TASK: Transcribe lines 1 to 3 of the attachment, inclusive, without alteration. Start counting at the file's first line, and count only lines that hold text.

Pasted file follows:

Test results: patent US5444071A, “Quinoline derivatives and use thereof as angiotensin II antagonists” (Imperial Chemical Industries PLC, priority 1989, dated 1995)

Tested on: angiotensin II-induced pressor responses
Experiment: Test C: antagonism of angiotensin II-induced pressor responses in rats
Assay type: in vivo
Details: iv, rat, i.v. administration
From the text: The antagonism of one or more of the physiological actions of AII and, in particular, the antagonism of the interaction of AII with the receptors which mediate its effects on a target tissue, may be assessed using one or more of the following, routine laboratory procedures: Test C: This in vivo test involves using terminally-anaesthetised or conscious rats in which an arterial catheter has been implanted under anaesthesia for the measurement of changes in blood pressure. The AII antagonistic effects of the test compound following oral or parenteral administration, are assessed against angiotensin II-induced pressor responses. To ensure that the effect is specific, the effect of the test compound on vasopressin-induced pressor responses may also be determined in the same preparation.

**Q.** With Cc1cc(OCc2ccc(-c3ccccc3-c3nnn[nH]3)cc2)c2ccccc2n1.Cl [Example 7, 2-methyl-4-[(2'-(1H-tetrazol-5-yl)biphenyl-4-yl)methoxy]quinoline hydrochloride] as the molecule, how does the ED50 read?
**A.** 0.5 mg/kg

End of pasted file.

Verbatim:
Test results: patent US5444071A, “Quinoline derivatives and use thereof as angiotensin II antagonists” (Imperial Chemical Industries PLC, priority 1989, dated 1995)

Tested on: angiotensin II-induced pressor responses
Experiment: Test C: antagonism of angiotensin II-induced pressor responses in rats